Eat, Prey, Coffee: "Tokyo Ghoul," a Beginner's Guide

A fixture of The New York Times best seller list - the first volume has spent 48 weeks there -- "Tokyo Ghoul" is more than your standard supernatural battle manga.

A little at a time, creator Sui Ishida draws the reader into a whole new world, with its own biology, its own technology and its own culture. And as in the best manga, he tweaks the rules as he goes along, keeping the story fresh and the reader guessing.

The ghouls of "Tokyo Ghoul" are different from the ones found in folk tales. Old-school ghouls look like monsters, live in graveyards, and dig up corpses or shapeshift into animals to lure the living into lonely places for the kill. Tokyo ghouls, on the other hand, are urban sophisticates who hang out at a local coffeehouse, Anteiku. Even hipster ghouls must eat human flesh to live, however. They can't digest human food, and in fact find it repulsive -- except for coffee, which allows them to find common ground with their human neighbors at Anteiku.

Of necessity, then, ghouls and humans are enemies. The survival of one depends on the death of another -- either the ghouls must eat the humans or the humans must kill the ghouls. So what happens if you have some of each in you?

That brings us to "Tokyo Ghoul's" main character: Nebbishy human Ken Kaneki, a dreamy, bookish guy who receives an organ transplant from a ghoul and is left half-human, half-ghoul - or, as he puts it, "I'd say my soul is human and my body's a ghoul."

Stuck with a ghoul's physical needs but a human's repulsion for fulfilling them, Ken seems to be all alone at first. However, it turns out that Anteiku is run by a particularly enlightened group of ghouls who want to figure out a way to coexist with humans. The manager, the fatherly Mr. Yoshimura, sees Ken as a possible bridge to the human world, and he not only gives him a job but offers to supply him with humanely sourced food. When Ken demurs, Mr. Yoshimura gives him a mysterious sugar cube that can quell his hunger for a little while, but sooner or later, the others warn him, he will have to accept what he is.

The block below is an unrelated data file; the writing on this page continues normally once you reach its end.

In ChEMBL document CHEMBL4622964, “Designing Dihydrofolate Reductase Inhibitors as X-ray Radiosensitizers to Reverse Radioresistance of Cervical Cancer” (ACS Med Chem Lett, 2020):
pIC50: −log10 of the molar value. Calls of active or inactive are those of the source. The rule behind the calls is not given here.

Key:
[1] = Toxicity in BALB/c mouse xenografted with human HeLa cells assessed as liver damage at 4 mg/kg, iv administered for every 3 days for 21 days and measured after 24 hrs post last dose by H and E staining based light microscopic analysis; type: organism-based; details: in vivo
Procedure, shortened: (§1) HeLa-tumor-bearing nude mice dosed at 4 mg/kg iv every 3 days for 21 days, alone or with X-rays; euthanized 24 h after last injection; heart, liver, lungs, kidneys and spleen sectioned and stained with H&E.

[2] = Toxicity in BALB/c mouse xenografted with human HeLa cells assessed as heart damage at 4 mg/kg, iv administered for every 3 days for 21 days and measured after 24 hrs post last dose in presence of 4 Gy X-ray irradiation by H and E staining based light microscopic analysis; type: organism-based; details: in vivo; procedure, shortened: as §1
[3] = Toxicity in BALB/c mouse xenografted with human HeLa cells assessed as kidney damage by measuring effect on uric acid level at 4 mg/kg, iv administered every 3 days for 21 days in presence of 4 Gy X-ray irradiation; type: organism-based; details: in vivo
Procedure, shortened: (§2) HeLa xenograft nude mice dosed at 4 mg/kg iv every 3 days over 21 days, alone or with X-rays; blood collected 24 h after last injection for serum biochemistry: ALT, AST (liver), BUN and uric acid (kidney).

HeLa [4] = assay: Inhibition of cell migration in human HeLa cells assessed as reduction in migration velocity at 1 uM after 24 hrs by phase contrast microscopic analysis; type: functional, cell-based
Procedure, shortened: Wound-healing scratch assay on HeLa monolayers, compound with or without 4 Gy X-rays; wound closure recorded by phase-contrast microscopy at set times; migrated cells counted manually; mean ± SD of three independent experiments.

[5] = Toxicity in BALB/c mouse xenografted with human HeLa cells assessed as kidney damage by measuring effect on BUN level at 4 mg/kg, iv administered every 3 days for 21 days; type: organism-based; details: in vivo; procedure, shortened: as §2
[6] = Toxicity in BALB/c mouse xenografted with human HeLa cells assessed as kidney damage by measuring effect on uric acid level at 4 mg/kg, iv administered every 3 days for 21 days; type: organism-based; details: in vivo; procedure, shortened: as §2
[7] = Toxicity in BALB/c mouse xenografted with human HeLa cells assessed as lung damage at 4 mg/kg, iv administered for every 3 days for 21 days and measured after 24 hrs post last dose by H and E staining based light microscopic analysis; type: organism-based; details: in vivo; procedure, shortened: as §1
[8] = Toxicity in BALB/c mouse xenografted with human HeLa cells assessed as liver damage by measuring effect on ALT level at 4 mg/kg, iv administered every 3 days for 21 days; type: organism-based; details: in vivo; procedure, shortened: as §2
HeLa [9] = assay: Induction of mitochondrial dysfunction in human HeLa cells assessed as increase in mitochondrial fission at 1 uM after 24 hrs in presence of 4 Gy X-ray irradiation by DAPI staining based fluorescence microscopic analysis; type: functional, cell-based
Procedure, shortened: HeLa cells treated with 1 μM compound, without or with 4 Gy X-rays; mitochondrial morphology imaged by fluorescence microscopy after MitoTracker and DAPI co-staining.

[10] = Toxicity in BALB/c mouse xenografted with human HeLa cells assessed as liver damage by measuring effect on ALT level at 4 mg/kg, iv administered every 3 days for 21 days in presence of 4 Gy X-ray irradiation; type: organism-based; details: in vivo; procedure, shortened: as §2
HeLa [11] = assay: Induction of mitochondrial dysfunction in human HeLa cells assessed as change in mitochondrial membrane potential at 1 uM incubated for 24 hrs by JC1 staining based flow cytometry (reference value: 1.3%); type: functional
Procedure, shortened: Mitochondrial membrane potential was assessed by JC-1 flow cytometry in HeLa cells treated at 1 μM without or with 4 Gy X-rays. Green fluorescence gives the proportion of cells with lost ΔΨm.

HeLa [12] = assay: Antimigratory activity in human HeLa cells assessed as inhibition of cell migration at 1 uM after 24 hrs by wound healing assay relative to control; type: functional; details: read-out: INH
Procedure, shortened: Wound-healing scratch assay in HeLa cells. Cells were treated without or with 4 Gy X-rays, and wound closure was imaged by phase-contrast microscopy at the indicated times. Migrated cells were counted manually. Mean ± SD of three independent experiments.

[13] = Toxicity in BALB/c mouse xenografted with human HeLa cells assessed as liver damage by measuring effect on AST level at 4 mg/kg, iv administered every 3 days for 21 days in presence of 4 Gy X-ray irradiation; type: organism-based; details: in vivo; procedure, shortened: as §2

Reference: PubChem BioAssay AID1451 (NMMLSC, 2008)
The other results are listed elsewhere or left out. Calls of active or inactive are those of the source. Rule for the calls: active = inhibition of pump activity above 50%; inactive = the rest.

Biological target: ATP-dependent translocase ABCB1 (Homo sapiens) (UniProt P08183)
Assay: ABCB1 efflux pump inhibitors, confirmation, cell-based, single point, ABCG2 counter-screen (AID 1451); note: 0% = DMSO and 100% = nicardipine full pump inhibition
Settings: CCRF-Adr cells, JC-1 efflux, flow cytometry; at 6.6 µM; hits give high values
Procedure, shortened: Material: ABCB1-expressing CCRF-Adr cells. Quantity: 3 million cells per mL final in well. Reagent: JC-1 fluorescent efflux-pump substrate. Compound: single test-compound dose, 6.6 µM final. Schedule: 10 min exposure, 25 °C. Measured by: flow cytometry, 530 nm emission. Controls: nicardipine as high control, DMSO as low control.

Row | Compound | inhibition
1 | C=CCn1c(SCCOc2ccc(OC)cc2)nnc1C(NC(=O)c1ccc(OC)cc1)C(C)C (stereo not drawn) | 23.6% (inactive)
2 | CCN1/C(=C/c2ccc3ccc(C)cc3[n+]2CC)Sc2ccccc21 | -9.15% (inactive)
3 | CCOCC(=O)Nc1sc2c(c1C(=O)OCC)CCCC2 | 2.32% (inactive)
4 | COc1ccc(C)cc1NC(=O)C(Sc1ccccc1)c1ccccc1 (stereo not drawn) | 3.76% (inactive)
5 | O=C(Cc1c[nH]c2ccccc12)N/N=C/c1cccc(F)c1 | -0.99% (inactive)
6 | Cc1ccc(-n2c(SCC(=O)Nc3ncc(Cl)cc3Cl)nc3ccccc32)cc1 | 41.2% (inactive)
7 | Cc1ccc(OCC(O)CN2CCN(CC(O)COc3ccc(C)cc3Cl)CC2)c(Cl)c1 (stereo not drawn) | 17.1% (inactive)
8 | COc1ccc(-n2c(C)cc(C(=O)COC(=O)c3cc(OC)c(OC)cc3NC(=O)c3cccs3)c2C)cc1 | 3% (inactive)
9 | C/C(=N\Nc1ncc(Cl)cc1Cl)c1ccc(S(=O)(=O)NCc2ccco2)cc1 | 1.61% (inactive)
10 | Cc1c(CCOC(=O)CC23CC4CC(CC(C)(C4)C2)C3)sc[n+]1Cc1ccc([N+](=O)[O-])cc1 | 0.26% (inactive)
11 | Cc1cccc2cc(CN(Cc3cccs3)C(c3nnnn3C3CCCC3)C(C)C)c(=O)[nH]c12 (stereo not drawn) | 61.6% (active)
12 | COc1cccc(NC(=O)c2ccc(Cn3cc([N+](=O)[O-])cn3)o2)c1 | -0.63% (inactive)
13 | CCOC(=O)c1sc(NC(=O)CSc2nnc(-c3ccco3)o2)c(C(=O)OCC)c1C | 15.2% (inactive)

Ken's counterpoint is the badass ghoul Touka, who works alongside him as a waitress. If Ken is a human slowly transitioning to ghoulhood, Touka is the opposite: She appears cold and angry at first, but she is also reaching out toward the human world, going to a human school and trying to appear normal to her human friend. Although she feigns a disinterested attitude at times, Touka has a keen sense of justice and not only tries to keep ghouls from taking over each others' hunting grounds but also avenges the deaths of her fellow ghouls. As one expects of a female second lead in a manga like this, she's a hell of a fighter and racks up a number of kills in the first few volumes -- but sometimes she holds back.

Rounding out the beginning of the series are Ken's brash friend Hide, a young man of great enthusiasms and strong intuition; the widow Ryoko, whose husband was killed by ghoul investigators, and her young daughter Hinami; and the stolid Yomo, who takes care of business and watches over Ken and Touka.

The first arc of the series, volumes 1-3, is all about Ken coming to terms with the paradox of needing to eat human flesh to survive while still having human emotions, including not just revulsion for cannibalism but also the desire for friendship and emotional ties. That's not the end of his problems, however: The ghouls have their own predators, the state anti-ghoul squad known as the CCG. Ghouls have no human rights, and the anti-ghoul investigators -- known, ironically, as Doves -- often take sadistic pleasure in killing their prey. The chief ghoul investigators in this arc are the bizarre, almost corpse-like, Mado, who's obsessed with killing ghouls and converting their fighting organs into weapons, and Amon, a strait-laced, dedicated investigator.

1 2
James Bond 007 #10

More in Comics